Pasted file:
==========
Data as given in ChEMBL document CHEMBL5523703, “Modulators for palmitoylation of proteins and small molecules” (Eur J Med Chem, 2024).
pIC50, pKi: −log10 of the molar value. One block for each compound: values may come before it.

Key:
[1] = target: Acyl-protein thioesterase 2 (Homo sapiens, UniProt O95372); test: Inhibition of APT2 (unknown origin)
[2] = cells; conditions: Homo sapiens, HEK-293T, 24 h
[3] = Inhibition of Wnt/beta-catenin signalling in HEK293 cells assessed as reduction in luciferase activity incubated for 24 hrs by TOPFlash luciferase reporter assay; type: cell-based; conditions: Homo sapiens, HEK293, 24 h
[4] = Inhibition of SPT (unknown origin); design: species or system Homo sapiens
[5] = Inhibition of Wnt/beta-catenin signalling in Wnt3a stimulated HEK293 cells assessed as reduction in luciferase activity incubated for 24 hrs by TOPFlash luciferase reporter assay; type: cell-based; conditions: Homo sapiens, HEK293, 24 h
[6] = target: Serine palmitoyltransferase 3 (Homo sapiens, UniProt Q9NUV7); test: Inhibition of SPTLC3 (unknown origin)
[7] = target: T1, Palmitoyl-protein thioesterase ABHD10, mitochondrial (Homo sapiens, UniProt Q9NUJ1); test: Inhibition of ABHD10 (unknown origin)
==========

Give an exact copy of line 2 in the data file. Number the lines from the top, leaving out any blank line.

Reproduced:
pIC50, pKi: −log10 of the molar value. One block for each compound: values may come before it.